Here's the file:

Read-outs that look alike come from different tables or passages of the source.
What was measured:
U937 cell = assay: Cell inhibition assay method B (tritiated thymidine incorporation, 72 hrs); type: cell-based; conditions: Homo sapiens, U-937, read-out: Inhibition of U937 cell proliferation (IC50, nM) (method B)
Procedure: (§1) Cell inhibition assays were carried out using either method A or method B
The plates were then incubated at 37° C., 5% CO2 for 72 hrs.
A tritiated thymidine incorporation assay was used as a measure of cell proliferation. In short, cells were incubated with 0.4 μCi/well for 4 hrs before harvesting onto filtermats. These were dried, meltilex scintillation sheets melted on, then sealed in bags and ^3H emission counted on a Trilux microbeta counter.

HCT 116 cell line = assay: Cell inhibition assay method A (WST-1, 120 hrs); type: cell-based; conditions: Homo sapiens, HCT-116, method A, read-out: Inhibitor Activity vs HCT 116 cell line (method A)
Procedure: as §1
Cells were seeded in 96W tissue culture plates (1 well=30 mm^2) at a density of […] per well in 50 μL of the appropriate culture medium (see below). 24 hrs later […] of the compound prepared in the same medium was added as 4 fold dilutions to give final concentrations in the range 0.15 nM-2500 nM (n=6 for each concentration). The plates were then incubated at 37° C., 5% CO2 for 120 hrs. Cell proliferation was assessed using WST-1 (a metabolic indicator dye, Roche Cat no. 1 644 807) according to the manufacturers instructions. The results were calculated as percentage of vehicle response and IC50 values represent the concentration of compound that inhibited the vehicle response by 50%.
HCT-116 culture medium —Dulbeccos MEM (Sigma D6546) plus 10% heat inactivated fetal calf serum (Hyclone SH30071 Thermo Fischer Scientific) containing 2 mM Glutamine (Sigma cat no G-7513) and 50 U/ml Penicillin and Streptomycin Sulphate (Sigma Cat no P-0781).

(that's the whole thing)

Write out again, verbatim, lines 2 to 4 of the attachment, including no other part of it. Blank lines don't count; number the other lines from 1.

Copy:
What was measured:
U937 cell = assay: Cell inhibition assay method B (tritiated thymidine incorporation, 72 hrs); type: cell-based; conditions: Homo sapiens, U-937, read-out: Inhibition of U937 cell proliferation (IC50, nM) (method B)
Procedure: (§1) Cell inhibition assays were carried out using either method A or method B